This type of depression is typically accompanied by some or all of the following symptoms: delusions, may become catatonic, not leave their bed, or stop speaking all together. About 10 to 15 percent of depressed people experience episodes so severe that they become delusional.
This type of depression is characterized by extreme highs and lows. Symptoms of bipolar may include: high energy, excitement, depressed moods, suicidal thoughts, poor judgment, and rapid and racing thoughts. By some estimates, 2 to 3 percent of the U.S. population are affected by bipolar disorder.
premenstrual dysphoric disorder (PMDD):
This is a type of depression that affects women during their second half of their menstrual cycles. PMDD is much more severe than PMS and can affect around 5 percent of women. Symptoms of PMDD may include: depression, severe mood swings, inability to have a healthy relationship during active symptoms, and anxiety.
Situational depression stems from a life-changing or stressful event. Events that could cause situational depression could include, losing a job, death of a loved one, abuse, divorce or other relationship breakup, or other types of trauma. Symptoms may include: excessive sadness, nervousness, and extreme worrying.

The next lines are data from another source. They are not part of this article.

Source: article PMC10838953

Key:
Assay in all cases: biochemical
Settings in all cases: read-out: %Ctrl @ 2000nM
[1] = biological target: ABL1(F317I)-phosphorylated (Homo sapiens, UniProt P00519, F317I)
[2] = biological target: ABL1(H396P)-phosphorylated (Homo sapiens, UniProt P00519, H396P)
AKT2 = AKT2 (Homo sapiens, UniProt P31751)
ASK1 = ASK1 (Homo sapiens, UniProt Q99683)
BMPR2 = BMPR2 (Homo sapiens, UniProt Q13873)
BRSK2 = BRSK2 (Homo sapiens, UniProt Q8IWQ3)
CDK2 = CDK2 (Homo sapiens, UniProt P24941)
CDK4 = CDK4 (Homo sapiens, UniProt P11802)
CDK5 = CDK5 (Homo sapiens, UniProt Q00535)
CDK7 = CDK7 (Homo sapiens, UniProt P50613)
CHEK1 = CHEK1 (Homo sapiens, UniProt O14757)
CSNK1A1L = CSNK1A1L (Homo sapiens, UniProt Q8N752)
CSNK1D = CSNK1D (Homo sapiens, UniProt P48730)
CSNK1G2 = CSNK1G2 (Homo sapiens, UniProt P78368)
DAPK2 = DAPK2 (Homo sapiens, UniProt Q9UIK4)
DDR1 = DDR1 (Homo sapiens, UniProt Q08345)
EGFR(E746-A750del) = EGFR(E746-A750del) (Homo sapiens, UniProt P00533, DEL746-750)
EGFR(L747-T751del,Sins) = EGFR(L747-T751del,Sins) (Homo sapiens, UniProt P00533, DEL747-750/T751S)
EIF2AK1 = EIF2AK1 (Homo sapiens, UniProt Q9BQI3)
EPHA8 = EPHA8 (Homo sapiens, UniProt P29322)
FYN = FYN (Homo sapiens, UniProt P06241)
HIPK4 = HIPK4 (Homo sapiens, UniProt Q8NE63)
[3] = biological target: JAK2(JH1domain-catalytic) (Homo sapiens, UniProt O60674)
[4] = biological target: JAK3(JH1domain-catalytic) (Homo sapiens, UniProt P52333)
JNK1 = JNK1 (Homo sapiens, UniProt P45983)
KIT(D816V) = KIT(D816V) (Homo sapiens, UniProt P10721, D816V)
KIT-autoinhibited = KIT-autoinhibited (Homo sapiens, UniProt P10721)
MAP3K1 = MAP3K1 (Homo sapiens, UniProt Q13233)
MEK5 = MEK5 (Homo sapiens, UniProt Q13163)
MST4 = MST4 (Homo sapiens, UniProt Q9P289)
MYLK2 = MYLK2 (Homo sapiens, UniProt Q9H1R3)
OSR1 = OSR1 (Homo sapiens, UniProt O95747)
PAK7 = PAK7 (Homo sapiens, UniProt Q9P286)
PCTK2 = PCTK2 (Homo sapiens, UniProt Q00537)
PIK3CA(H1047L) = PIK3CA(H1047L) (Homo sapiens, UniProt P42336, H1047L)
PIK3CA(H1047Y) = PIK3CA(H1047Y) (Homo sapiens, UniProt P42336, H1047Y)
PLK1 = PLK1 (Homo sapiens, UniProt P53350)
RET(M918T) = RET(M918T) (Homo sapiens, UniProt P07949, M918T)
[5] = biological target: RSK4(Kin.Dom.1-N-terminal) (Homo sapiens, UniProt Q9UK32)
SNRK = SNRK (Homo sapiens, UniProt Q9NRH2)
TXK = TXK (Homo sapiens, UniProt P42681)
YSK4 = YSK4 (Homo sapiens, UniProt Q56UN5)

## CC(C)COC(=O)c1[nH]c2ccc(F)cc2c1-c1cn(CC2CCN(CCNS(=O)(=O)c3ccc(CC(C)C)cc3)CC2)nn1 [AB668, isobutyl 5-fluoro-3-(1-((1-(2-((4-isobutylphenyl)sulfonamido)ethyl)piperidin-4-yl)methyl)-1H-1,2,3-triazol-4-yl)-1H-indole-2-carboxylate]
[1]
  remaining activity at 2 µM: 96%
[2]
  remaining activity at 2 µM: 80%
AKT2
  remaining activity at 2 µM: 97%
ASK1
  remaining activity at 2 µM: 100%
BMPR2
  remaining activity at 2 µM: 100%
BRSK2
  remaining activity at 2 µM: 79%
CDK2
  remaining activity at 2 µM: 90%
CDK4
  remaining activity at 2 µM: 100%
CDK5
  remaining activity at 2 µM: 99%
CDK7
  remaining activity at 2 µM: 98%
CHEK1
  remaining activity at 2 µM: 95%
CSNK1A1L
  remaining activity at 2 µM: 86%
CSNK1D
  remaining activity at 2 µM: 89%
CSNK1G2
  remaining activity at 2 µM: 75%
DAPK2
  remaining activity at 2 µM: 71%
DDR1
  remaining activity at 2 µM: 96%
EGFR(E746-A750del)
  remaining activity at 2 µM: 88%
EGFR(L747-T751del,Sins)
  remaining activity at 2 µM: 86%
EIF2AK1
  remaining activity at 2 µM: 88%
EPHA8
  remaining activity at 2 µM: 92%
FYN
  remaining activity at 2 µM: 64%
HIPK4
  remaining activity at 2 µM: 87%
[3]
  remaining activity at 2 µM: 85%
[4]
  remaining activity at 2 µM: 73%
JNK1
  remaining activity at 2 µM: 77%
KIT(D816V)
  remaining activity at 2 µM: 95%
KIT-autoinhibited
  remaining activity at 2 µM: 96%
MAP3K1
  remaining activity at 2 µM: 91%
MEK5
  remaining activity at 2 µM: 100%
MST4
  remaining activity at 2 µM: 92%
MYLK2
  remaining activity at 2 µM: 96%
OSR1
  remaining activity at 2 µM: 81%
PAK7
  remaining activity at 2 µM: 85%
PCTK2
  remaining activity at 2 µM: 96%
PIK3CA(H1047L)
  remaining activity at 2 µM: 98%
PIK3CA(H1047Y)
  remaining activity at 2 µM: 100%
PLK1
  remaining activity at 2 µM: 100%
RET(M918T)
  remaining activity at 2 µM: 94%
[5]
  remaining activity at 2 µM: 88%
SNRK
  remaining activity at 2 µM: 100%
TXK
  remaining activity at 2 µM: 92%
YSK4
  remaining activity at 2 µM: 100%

How is depression diagnosed?
The only way that depression can be diagnosed is by a face-to-face meeting with a mental health care professional licensed to practice in the mental health field. As a parent it is in the best interest of your child to seek medical help if you feel like your son or daughter may be depressed. Professionals may include psychiatrists’, counselors’ or mental health facilities that specialize in treating youth who are depressed.
**Note: This page is meant for informational purposes only. It is not a complete list of all disorders, but rather the most common disorders present in the youth that are served by the Turning Winds Academic Institute therapeutic boarding school facility. For further understanding and information about any of the above disorders, please consult the Diagnostic and Statistical Manual of Mental Disorders-V-TR.